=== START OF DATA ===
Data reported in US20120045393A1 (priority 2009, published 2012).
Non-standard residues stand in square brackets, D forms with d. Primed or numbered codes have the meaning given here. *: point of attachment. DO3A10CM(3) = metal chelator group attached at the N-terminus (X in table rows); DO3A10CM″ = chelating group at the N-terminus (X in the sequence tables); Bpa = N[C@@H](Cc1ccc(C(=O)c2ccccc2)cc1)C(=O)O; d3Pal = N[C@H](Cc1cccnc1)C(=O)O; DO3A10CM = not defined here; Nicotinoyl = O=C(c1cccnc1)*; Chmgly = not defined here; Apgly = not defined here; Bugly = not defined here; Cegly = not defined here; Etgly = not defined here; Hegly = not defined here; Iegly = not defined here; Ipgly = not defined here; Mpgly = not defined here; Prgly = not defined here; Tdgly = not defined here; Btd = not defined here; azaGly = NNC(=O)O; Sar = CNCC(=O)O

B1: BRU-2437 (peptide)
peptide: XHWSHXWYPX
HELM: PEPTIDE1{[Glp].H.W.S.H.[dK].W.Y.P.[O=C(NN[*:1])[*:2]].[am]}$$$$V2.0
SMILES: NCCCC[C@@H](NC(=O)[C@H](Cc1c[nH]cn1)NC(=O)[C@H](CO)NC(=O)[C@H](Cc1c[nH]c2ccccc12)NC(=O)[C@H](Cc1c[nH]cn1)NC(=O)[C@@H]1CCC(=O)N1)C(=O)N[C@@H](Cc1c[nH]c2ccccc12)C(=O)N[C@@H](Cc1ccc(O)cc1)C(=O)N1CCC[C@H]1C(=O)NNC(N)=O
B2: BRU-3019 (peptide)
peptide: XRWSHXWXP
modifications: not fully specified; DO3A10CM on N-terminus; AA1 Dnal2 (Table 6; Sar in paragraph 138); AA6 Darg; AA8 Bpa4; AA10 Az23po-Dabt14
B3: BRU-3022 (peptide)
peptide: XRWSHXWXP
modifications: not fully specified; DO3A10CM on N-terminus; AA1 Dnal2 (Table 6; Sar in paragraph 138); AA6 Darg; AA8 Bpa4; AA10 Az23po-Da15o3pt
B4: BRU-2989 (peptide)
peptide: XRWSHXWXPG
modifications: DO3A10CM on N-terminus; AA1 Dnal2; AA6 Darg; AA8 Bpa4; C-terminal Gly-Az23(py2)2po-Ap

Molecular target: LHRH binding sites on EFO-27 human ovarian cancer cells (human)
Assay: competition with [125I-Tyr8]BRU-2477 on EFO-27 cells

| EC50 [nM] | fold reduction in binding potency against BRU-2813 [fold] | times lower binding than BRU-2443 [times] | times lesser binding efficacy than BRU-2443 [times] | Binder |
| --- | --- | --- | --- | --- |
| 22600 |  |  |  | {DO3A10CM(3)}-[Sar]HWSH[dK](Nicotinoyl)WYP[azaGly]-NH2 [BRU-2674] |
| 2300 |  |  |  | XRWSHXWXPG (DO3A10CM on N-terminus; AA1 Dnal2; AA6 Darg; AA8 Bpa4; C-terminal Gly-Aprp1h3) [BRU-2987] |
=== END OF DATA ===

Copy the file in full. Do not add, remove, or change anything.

Data reported in US20120045393A1 (priority 2009, published 2012).
Non-standard residues stand in square brackets, D forms with d. Primed or numbered codes have the meaning given here. *: point of attachment. DO3A10CM(3) = metal chelator group attached at the N-terminus (X in table rows); DO3A10CM″ = chelating group at the N-terminus (X in the sequence tables); Bpa = N[C@@H](Cc1ccc(C(=O)c2ccccc2)cc1)C(=O)O; d3Pal = N[C@H](Cc1cccnc1)C(=O)O; DO3A10CM = not defined here; Nicotinoyl = O=C(c1cccnc1)*; Chmgly = not defined here; Apgly = not defined here; Bugly = not defined here; Cegly = not defined here; Etgly = not defined here; Hegly = not defined here; Iegly = not defined here; Ipgly = not defined here; Mpgly = not defined here; Prgly = not defined here; Tdgly = not defined here; Btd = not defined here; azaGly = NNC(=O)O; Sar = CNCC(=O)O

B1: BRU-2437 (peptide)
peptide: XHWSHXWYPX
HELM: PEPTIDE1{[Glp].H.W.S.H.[dK].W.Y.P.[O=C(NN[*:1])[*:2]].[am]}$$$$V2.0
SMILES: NCCCC[C@@H](NC(=O)[C@H](Cc1c[nH]cn1)NC(=O)[C@H](CO)NC(=O)[C@H](Cc1c[nH]c2ccccc12)NC(=O)[C@H](Cc1c[nH]cn1)NC(=O)[C@@H]1CCC(=O)N1)C(=O)N[C@@H](Cc1c[nH]c2ccccc12)C(=O)N[C@@H](Cc1ccc(O)cc1)C(=O)N1CCC[C@H]1C(=O)NNC(N)=O
B2: BRU-3019 (peptide)
peptide: XRWSHXWXP
modifications: not fully specified; DO3A10CM on N-terminus; AA1 Dnal2 (Table 6; Sar in paragraph 138); AA6 Darg; AA8 Bpa4; AA10 Az23po-Dabt14
B3: BRU-3022 (peptide)
peptide: XRWSHXWXP
modifications: not fully specified; DO3A10CM on N-terminus; AA1 Dnal2 (Table 6; Sar in paragraph 138); AA6 Darg; AA8 Bpa4; AA10 Az23po-Da15o3pt
B4: BRU-2989 (peptide)
peptide: XRWSHXWXPG
modifications: DO3A10CM on N-terminus; AA1 Dnal2; AA6 Darg; AA8 Bpa4; C-terminal Gly-Az23(py2)2po-Ap

Molecular target: LHRH binding sites on EFO-27 human ovarian cancer cells (human)
Assay: competition with [125I-Tyr8]BRU-2477 on EFO-27 cells

| EC50 [nM] | fold reduction in binding potency against BRU-2813 [fold] | times lower binding than BRU-2443 [times] | times lesser binding efficacy than BRU-2443 [times] | Binder |
| --- | --- | --- | --- | --- |
| 22600 |  |  |  | {DO3A10CM(3)}-[Sar]HWSH[dK](Nicotinoyl)WYP[azaGly]-NH2 [BRU-2674] |
| 2300 |  |  |  | XRWSHXWXPG (DO3A10CM on N-terminus; AA1 Dnal2; AA6 Darg; AA8 Bpa4; C-terminal Gly-Aprp1h3) [BRU-2987] |